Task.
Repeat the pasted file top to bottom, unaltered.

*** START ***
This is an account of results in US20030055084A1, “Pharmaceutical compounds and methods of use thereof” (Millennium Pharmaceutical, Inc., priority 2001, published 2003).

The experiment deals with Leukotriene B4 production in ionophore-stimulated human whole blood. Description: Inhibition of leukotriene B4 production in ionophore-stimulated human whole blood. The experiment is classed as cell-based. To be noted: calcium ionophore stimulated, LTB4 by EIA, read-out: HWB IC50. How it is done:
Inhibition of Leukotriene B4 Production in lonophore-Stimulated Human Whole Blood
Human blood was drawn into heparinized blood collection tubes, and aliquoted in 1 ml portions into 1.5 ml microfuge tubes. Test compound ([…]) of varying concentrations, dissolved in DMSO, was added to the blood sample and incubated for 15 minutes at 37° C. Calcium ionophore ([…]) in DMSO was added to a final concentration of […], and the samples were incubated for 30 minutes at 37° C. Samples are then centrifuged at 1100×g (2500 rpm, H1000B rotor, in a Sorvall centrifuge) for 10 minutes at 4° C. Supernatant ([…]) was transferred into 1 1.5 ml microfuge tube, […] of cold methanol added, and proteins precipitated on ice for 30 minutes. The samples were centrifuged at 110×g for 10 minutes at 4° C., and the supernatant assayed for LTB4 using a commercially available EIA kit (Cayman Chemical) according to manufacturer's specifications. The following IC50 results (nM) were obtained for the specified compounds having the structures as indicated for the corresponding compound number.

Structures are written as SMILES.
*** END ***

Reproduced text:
This is an account of results in US20030055084A1, “Pharmaceutical compounds and methods of use thereof” (Millennium Pharmaceutical, Inc., priority 2001, published 2003).

The experiment deals with Leukotriene B4 production in ionophore-stimulated human whole blood. Description: Inhibition of leukotriene B4 production in ionophore-stimulated human whole blood. The experiment is classed as cell-based. To be noted: calcium ionophore stimulated, LTB4 by EIA, read-out: HWB IC50. How it is done:
Inhibition of Leukotriene B4 Production in lonophore-Stimulated Human Whole Blood
Human blood was drawn into heparinized blood collection tubes, and aliquoted in 1 ml portions into 1.5 ml microfuge tubes. Test compound ([…]) of varying concentrations, dissolved in DMSO, was added to the blood sample and incubated for 15 minutes at 37° C. Calcium ionophore ([…]) in DMSO was added to a final concentration of […], and the samples were incubated for 30 minutes at 37° C. Samples are then centrifuged at 1100×g (2500 rpm, H1000B rotor, in a Sorvall centrifuge) for 10 minutes at 4° C. Supernatant ([…]) was transferred into 1 1.5 ml microfuge tube, […] of cold methanol added, and proteins precipitated on ice for 30 minutes. The samples were centrifuged at 110×g for 10 minutes at 4° C., and the supernatant assayed for LTB4 using a commercially available EIA kit (Cayman Chemical) according to manufacturer's specifications. The following IC50 results (nM) were obtained for the specified compounds having the structures as indicated for the corresponding compound number.

Structures are written as SMILES.